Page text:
As a way to wrap up my time with this show a personal Facebook post from just a few days ago(i) which seems relevant to share here:
There's snippets of a paragraph from Matthew Beaumont's "Night Walking" that is haunting me that I just can't get out of my head. It's a comment on "Michel Foucault's 'The Order Of Things' talking about obscure city spaces:
" . . . The 'obscure space' embedded in what the enlightenment identifies as 'man's nature' is both exterior to him and indispensable to him . . . The obscure spaces of the metropolitan city, which are at once alien to the bourgeois city's self-image and essential to its project of self-aggrandisement, are also shadows and blind stains."
(Matthew Beaumont, "Night Walking", 2015, pg 113-114)
I'm taking this as suggesting that the hidden alcoves, the shadow filled alleys are unavoidable. They are the flip side of the pristine modern city, but the pristine modern city does all it can to disavow that these places and spaces are needed.
These spaces, I'm at times exploring, are the spaces that those that help maintain the bright sparkly clean future city walk through. I'm thinking of the cleaners, the shop staff, the security staff, the waste disposal people, the delivery people all of whom use the spaces that we tend to want to pass by and ignore.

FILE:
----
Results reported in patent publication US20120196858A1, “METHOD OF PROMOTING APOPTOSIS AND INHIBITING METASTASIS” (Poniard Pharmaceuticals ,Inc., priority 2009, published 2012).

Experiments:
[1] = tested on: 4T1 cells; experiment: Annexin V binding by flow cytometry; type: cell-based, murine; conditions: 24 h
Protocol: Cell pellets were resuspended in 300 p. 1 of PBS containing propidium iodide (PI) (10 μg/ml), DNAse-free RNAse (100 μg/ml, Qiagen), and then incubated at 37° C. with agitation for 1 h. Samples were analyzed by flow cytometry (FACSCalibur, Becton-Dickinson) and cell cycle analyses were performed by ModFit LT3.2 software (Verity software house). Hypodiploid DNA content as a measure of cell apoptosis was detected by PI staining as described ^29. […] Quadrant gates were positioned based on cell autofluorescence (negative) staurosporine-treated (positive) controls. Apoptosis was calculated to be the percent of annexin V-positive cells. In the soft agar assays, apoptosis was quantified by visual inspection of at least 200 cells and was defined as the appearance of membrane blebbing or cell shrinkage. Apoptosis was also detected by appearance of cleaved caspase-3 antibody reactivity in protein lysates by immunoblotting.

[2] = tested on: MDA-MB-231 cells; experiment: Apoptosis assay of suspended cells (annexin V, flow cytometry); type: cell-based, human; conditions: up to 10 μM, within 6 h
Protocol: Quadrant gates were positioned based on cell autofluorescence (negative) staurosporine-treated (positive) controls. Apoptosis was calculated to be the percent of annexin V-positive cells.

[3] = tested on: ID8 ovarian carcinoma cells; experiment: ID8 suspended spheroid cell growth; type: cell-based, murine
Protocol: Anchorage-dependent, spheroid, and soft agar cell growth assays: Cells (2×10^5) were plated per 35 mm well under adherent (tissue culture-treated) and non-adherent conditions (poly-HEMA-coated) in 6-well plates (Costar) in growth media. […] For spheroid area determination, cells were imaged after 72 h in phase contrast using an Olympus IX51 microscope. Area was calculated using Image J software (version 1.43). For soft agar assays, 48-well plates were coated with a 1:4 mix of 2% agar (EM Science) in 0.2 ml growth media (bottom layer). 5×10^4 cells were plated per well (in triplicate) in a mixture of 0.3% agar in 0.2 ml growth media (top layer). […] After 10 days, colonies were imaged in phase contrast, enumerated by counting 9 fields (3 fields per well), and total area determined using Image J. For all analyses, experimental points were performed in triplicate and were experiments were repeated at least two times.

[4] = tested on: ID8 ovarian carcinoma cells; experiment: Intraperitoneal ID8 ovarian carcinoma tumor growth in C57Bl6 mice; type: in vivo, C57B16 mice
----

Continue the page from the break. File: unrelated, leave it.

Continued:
These half lit spaces are often seen as edgy and dangerous but these are the spaces that the workers of the city use. Those folk that are the backbone, who exist both in front of and behind the scenes to keep the spectacle of the modern city running. These spaces hold the side/back door entrances, trade entrances, delivery bays, places that obscure the to-ings and fro-ings of those that maintain the facade of the bright clean city. These spaces are needed and unavoidably exist in opposition to the supposed 'perfection' that they help support.